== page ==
The Greek revolutionary Michel Pablo had a remarkable, globe-spanning career, from wartime resistance activity to his work supplying weapons and finance for the Algerian independence struggle. He’s finally gotten the biography he deserves.

Members of the Algerian National Liberation Front, which Pablo helped arm during the Algerian War of Independence. (Wikimedia Commons)

Review of The Well-Dressed Revolutionary: The Odyssey of Michel Pablo in the Age of Uprisings by Hall Greenland (Resistance Books/IIRE, 2023).

Michel Pablo may be a little-known figure today, but Hall Greenland has done justice to his life as a committed fighter against capitalism and colonialism on several continents in his book, The Well-Dressed Revolutionary. As the book’s subtitle indicates, Greenland weaves together Pablo’s story with the wider backdrop of revolution and counterrevolution in the twentieth century.

Pablo’s real name was Michalis Raptis. Born in the Egyptian city of Alexandria in 1911 to Greek parents, he grew up in Crete and became active in communist circles while studying to become a civil engineer. During the 1930s, he joined Leon Trotsky’s Fourth International and adopted his nom de guerre Pablo.

His record of political engagement took him from the anti-Nazi resistance in wartime France to a role supplying weapons to the Algerian independence struggle two decades later. He worked as an adviser for Algeria’s first postcolonial president, Ahmed Ben Bella, and the Chilean socialist government of Salvador Allende.

Pablo was only able to return to his home country after the fall of the military dictatorship in 1974. He more or less settled down as a public left-wing figure, writing for progressive Greek newspapers. When he died at the age of eighty-four in 1996, the PASOK (Panhellenic Socialist Movement) government gave him a state funeral.

Troublemakers

In 1937, the authoritarian regime of General Ioannis Metaxas arrested the young revolutionary and shipped him off to a prison island. The prisoners had a certain level of autonomy, but Pablo and his partner Hélène “Elly” Diovouniotis, an activist in her own right, became known as “troublemakers.” They were separated and Pablo was put in prison. 

Michel Pablo’s record of political engagement took him from the anti-Nazi resistance to a role supplying weapons to the Algerian independence struggle.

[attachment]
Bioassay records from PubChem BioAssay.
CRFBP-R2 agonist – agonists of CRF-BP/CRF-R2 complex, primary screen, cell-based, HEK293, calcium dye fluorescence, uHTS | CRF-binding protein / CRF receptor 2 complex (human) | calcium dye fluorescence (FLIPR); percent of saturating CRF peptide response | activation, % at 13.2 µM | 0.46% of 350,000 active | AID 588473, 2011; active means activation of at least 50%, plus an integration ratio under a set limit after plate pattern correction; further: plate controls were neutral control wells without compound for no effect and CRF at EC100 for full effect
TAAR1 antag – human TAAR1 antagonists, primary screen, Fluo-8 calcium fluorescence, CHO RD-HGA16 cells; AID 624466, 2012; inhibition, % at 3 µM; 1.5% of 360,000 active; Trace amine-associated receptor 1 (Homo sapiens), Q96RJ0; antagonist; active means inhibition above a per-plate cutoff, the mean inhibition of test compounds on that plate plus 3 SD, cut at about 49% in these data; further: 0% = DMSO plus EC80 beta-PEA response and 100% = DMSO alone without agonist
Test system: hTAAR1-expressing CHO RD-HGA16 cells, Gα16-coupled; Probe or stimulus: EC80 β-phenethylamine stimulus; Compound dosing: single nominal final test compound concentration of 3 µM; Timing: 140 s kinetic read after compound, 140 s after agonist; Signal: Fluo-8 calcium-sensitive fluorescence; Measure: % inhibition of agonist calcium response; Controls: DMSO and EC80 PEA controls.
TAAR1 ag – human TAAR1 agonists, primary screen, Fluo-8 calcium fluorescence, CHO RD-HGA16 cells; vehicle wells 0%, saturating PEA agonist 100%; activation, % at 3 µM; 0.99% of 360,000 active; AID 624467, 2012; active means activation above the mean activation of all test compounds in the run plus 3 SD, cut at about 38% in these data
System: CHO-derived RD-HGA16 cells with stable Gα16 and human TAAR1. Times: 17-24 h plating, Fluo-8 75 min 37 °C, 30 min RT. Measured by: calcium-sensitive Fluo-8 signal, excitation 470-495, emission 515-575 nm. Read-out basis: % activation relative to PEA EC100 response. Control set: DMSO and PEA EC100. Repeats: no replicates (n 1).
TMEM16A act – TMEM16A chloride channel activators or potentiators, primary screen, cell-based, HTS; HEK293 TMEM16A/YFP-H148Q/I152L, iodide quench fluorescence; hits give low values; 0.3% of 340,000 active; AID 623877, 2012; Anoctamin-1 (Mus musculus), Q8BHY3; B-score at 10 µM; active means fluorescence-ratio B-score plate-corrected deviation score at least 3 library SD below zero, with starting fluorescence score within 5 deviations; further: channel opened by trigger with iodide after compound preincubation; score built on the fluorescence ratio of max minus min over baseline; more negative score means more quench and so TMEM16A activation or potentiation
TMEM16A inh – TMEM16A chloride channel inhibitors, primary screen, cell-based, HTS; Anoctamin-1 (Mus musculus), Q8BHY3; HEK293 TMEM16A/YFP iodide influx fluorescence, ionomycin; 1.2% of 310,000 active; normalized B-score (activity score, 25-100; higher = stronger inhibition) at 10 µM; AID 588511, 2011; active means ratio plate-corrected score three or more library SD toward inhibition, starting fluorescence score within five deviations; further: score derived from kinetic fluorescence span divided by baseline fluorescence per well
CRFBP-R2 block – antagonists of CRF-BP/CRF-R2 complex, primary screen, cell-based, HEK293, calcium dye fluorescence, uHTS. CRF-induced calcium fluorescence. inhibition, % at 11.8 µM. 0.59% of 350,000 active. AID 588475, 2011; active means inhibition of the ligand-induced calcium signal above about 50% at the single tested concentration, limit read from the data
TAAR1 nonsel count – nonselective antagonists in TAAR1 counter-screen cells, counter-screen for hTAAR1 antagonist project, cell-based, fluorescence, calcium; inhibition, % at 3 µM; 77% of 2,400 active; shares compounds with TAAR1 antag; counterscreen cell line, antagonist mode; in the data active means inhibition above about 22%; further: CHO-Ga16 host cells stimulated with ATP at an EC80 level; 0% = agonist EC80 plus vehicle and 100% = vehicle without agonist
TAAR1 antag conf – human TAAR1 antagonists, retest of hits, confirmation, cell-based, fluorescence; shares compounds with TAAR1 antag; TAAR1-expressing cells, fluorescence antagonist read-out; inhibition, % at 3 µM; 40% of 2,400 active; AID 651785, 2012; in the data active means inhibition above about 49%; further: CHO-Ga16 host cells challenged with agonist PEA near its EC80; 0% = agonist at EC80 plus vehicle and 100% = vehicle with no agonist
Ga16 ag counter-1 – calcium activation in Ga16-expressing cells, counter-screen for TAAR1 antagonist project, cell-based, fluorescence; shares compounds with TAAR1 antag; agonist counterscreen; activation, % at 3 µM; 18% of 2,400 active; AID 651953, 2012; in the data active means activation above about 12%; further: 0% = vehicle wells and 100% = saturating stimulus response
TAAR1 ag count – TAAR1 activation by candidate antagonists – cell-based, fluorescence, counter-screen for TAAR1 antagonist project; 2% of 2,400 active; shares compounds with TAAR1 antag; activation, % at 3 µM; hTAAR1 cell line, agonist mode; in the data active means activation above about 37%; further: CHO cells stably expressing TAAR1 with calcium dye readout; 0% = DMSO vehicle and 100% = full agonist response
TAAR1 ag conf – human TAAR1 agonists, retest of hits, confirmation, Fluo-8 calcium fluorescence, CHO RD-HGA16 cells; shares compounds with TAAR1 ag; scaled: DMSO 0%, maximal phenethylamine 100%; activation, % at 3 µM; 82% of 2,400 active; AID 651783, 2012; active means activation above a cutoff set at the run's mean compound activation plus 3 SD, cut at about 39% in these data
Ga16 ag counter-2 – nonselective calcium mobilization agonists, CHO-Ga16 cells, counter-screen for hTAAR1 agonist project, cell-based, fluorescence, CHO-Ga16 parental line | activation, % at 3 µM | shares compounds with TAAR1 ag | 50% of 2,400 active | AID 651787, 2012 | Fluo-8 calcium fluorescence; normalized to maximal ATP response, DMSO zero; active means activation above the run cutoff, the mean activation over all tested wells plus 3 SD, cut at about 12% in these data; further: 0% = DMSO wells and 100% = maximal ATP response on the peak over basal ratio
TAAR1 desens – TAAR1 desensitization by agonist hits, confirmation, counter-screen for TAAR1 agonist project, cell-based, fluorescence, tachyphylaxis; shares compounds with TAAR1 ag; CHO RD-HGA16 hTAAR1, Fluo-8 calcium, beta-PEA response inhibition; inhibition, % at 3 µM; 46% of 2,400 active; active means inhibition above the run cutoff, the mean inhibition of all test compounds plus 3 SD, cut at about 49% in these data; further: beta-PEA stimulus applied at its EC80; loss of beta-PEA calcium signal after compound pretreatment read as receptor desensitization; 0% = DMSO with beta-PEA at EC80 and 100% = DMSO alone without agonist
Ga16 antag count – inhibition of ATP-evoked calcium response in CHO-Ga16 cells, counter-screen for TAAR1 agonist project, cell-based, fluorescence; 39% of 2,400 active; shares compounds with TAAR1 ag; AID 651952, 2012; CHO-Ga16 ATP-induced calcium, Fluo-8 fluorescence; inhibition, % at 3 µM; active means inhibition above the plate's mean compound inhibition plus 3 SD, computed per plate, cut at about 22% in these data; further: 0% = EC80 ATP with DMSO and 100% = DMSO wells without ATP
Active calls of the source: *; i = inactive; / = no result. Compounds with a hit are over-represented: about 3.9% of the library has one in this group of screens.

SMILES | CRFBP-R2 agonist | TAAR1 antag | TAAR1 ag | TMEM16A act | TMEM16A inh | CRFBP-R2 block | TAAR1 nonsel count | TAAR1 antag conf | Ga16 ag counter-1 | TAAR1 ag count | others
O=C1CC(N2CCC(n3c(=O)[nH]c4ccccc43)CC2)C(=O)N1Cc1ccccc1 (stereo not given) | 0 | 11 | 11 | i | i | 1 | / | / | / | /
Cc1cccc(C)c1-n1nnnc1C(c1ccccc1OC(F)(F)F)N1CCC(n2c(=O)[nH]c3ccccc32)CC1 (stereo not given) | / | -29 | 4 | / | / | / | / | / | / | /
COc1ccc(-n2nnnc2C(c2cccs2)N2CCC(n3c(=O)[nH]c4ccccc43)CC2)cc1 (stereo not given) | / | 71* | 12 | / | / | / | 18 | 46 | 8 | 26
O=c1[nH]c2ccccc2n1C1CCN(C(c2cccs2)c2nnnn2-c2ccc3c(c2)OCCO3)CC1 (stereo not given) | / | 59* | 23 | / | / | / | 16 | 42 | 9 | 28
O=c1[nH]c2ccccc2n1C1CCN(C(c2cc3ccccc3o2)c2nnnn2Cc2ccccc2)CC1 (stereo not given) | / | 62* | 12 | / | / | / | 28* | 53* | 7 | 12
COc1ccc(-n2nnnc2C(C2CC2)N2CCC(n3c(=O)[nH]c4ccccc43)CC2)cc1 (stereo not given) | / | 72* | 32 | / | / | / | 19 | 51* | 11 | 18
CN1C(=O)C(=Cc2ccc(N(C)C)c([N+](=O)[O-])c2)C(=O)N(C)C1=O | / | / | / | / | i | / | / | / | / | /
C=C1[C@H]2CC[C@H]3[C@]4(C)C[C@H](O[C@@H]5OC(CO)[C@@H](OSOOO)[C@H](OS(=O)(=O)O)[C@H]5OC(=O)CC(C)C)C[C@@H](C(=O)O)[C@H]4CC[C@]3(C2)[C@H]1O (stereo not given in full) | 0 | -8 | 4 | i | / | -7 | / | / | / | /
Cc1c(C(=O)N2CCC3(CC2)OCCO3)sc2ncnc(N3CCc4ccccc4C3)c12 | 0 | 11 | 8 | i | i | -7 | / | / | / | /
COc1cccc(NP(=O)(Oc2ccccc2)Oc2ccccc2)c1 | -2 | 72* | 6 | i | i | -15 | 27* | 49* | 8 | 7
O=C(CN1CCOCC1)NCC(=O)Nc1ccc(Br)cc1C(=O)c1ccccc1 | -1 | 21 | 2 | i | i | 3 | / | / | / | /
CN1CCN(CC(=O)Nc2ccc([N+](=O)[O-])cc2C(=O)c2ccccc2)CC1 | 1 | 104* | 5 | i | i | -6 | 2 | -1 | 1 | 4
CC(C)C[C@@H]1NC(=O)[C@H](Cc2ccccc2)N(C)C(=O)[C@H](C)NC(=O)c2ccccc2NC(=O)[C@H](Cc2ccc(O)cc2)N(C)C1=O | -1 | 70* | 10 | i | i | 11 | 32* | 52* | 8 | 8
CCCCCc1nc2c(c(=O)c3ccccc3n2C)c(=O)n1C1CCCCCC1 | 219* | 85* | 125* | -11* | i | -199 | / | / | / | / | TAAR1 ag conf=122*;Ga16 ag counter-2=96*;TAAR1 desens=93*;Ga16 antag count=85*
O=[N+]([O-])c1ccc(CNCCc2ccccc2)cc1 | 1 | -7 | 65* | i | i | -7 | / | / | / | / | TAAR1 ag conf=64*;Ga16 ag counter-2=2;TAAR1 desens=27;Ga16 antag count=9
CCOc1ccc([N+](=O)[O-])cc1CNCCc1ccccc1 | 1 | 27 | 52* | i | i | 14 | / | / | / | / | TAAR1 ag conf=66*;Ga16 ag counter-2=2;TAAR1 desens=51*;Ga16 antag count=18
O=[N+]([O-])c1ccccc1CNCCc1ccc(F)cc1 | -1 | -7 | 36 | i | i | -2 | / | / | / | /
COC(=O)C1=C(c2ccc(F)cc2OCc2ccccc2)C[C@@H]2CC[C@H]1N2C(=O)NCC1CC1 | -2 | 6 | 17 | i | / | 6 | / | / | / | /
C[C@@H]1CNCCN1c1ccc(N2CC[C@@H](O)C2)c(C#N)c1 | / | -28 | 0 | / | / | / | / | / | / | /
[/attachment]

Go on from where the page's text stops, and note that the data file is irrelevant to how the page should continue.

After a few weeks, his jailers dragged Pablo to the office of the minister of internal security, where one of Pablo’s professors as well as his father were waiting for him. All that Pablo needed to do to secure his release was to sign a declaration denouncing communism. When he refused, his exasperated professor exclaimed: “You see what a blockhead he is, let him go to the Devil. Let him go abroad and leave us in peace.” Pablo was given papers and told to leave Greece.

In 1938, Pablo and Elly ended up in France. During the war, Pablo oversaw the printery of the Trotskyist Parti Ouvrier Internationaliste (International Workers’ Party). This work was extremely dangerous: not only were France’s Nazi occupiers and their Vichy collaborators hunting for Trotskyist militants, but several of Pablo’s comrades were also murdered by the Stalinists.

Things were even worse in his native Greece, where armed units of the Greek Communist Party executed scores of Trotskyists and other dissident communists during and after the wartime struggle against Nazism. Stalinists justified the use of assassination as a weapon against their rivals in the workers’ movement with the false claim that Trotsky’s followers were collaborating with fascism.

Even under such circumstances, Pablo was able to play a central role in bringing the scattered followers of Trotskyism together and became one of the central leaders of the movement. However, the Trotskyists struggled to find their footing in the postwar years.

Trotsky had predicted that the war would fatally weaken Stalinism. Having failed to prevent the Nazis from gaining power in Germany, Stalinism had, in his eyes, proved its historical bankruptcy, thus opening the road to a new mass revolutionary movement, the Fourth International (FI).

The exiled Bolshevik also saw little chance that capitalism would recover from the economic crisis of the 1930s and the subsequent war. As he wrote in the program of the FI: “The objective prerequisites for the proletarian revolution have not only ‘ripened,’ they have begun to get somewhat rotten.”

However, the state and movement led by Joseph Stalin emerged from the war stronger than ever. Meanwhile, with the help of US aid, European capitalism not only recovered but started to grow, entering into a long postwar boom. Pablo was early to recognize such unexpected developments.

Pablo criticized some fellow leaders of the FI such as the Belgian Ernest Mandel for attitudes that he would later describe as Eurocentric. In Pablo’s eyes, they emphasized the role of the organized working class in the developed capitalist states but did not recognize the importance and global reach of the anti-colonial revolutions that were unfolding in the postwar decades. 

Personal experience must have played a role in this disagreement. Pablo was born in Egypt and raised in Greece, a state on Europe’s periphery. Mandel, on the other hand, grew up in one of the first countries to industrialize. There were major working-class struggles in Belgium during the 1950s and ’60s, including a general strike.